Surface swarming motility by Pectobacterium atrosepticum is a latent phenotype that requires O antigen and is regulated by quorum sensing

Steven D. Bowden, Nicola Hale, Jade C S Chung, James T. Hodgkinson, David R. Spring, Martin Welch

Research output: Contribution to journalArticlepeer-review

14 Scopus citations

Abstract

We describe a previously cryptic phenotype associated with the opportunistic phytopathogen Pectobacterium atrosepticum (Pca): surface swarming. We found that when Pca was spotted onto plates containing<0.5% (w/v) agar, the culture produced copious amounts of extracellular matrix material containing highly motile cells. Once produced, this 'slime layer' spread rapidly across the plate either as an advancing front or as tendrils. Transposon mutagenesis was used to identify mutants that were affected in swarming. Hypo-swarmer mutants mostly carried insertions in a horizontally acquired island (HAI5), which encodes a cluster of genes involved in O antigen biosynthesis. Hyper-swarmer mutants mostly carried insertions in hexY, a known antagonist of the class I flagellar master regulator, FlhD4C2. In addition, we found that the nucleoid protein, histonelike nuclear structuring protein 2 (H-NS2), also regulated swarming behaviour. A mutant in which hns2 was overexpressed displayed a hyper-swarming phenotype, whereas a mutant in which the hns2 ORF was inactivated had a hypo-swarming phenotype. Swarming was also regulated by quorum sensing (QS) and by the carbon source being utilized. We show, using a range of epistasis experiments, that optimal swarming requires both motility and O antigen biosynthesis, and that H-NS2 and QS both promote swarming through their effects on motility.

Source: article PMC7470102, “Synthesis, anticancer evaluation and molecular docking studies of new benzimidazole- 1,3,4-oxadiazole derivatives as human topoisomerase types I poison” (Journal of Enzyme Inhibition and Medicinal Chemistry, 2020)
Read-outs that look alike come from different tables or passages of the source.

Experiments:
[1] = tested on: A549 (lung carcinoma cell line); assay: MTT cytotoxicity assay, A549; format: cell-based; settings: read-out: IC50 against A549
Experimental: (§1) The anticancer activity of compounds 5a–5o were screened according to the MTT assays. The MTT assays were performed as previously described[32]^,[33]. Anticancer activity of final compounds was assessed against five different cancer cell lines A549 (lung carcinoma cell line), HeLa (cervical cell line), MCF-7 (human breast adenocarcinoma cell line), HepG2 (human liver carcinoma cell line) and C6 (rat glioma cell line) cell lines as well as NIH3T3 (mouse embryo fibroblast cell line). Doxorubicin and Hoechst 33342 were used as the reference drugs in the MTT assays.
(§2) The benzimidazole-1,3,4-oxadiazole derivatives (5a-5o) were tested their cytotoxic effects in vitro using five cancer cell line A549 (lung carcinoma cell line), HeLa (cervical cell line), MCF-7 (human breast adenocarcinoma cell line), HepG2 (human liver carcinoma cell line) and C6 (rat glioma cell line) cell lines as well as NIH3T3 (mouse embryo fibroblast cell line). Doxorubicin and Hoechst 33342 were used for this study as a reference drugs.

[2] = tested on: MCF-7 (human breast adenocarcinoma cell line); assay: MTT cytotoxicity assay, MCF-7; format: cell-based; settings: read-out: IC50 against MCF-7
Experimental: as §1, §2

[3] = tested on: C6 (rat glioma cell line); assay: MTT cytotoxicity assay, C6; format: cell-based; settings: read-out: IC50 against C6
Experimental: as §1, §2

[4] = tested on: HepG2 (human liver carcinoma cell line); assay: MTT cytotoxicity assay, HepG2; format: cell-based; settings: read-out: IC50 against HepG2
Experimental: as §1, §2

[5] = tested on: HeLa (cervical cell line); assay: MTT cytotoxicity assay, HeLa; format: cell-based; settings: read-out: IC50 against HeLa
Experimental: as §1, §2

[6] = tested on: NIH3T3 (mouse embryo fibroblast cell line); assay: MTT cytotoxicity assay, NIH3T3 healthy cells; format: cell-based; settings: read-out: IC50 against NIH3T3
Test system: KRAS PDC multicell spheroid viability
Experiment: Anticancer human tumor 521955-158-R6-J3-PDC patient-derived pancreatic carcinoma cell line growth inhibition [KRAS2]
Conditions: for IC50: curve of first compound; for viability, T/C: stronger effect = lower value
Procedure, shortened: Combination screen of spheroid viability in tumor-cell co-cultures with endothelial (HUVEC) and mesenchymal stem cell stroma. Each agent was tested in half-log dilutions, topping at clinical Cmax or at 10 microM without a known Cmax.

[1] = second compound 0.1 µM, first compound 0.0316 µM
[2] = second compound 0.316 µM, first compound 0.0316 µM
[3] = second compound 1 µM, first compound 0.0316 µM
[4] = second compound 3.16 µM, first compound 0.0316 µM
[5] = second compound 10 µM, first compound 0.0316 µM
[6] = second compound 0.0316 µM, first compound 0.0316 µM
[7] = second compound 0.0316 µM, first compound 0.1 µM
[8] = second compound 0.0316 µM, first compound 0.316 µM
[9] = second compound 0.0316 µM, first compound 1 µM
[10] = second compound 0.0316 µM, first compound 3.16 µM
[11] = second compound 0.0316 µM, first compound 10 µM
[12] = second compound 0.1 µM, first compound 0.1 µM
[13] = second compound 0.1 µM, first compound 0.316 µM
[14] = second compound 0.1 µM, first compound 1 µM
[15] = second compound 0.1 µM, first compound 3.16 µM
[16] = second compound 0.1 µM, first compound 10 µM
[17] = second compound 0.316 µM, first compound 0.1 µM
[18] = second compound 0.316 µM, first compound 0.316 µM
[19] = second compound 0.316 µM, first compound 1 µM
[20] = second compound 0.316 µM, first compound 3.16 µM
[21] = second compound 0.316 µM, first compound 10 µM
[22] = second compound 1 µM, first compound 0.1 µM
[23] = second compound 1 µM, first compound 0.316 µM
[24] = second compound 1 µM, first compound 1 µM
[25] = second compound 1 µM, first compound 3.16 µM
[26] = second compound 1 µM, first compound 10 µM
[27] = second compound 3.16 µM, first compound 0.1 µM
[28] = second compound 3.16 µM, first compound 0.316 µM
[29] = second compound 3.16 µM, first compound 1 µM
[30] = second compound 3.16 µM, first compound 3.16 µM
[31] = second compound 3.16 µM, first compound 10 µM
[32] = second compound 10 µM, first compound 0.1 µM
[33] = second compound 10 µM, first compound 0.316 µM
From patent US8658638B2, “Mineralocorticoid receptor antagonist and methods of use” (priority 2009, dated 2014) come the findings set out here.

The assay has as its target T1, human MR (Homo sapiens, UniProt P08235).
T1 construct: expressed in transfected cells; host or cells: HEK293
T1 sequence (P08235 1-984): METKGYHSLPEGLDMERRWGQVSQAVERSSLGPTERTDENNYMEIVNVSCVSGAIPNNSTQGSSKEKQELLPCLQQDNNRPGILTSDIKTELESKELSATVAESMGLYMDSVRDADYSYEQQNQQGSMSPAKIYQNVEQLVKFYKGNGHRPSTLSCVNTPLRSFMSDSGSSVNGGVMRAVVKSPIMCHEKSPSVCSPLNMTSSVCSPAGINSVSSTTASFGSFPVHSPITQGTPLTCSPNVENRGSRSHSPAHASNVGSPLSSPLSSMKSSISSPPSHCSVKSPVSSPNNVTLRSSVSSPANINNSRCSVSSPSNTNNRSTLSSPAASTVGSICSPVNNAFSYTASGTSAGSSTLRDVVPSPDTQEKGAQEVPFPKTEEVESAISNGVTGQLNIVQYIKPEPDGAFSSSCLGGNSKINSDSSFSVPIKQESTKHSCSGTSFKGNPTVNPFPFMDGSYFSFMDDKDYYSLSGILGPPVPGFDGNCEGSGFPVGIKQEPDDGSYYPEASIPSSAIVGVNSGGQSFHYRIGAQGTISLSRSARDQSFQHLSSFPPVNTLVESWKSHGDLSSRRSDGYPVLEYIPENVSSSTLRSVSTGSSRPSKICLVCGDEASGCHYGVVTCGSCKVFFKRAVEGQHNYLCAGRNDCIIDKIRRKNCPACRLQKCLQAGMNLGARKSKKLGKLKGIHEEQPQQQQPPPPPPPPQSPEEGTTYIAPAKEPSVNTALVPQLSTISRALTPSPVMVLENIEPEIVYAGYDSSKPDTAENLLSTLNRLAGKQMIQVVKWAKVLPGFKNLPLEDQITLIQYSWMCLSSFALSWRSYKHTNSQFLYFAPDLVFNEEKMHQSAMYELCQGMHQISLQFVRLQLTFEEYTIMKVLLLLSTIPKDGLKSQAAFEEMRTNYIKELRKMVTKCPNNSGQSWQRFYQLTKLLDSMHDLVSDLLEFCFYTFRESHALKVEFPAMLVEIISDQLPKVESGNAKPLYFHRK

Original languageEnglish (US)
Pages (from-to)2375-2385
Number of pages11
JournalMicrobiology (United Kingdom)
Volume159
Issue numberPART11
DOIs
StatePublished - Nov 2013

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